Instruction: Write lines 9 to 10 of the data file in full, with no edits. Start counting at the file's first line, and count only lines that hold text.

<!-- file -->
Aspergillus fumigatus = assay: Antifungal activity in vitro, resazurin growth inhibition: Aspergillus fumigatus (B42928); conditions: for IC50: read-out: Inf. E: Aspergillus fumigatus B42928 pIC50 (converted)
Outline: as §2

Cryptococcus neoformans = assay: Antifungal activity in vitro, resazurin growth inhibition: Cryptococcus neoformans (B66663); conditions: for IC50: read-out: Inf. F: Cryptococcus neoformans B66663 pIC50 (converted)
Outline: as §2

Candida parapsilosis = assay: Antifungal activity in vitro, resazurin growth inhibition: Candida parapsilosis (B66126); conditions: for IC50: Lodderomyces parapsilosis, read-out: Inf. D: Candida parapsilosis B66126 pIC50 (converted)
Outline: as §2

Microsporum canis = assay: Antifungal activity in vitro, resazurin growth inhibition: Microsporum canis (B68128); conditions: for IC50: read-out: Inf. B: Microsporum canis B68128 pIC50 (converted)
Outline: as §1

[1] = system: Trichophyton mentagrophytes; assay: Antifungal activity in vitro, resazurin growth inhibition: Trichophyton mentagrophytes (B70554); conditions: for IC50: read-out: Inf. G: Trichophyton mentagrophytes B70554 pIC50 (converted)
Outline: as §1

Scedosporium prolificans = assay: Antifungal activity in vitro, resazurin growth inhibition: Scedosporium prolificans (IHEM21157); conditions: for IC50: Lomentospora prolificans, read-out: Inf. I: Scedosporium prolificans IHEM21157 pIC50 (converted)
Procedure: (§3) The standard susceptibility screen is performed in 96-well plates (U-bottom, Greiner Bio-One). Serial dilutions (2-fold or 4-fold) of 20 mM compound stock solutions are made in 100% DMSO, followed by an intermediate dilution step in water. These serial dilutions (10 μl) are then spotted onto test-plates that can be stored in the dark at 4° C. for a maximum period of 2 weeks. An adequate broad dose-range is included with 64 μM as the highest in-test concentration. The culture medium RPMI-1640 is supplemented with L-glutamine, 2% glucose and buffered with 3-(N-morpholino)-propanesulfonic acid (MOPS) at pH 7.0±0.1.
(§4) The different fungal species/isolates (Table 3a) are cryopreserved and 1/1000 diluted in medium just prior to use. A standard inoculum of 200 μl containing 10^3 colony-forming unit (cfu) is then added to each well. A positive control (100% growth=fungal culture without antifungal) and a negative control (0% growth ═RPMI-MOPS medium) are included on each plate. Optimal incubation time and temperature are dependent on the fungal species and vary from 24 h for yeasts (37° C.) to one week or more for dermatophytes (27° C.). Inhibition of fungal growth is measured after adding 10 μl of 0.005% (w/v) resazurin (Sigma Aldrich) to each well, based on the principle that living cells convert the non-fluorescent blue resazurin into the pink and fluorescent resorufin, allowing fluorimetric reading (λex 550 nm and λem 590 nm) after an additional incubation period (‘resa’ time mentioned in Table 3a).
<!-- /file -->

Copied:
[1] = system: Trichophyton mentagrophytes; assay: Antifungal activity in vitro, resazurin growth inhibition: Trichophyton mentagrophytes (B70554); conditions: for IC50: read-out: Inf. G: Trichophyton mentagrophytes B70554 pIC50 (converted)
Outline: as §1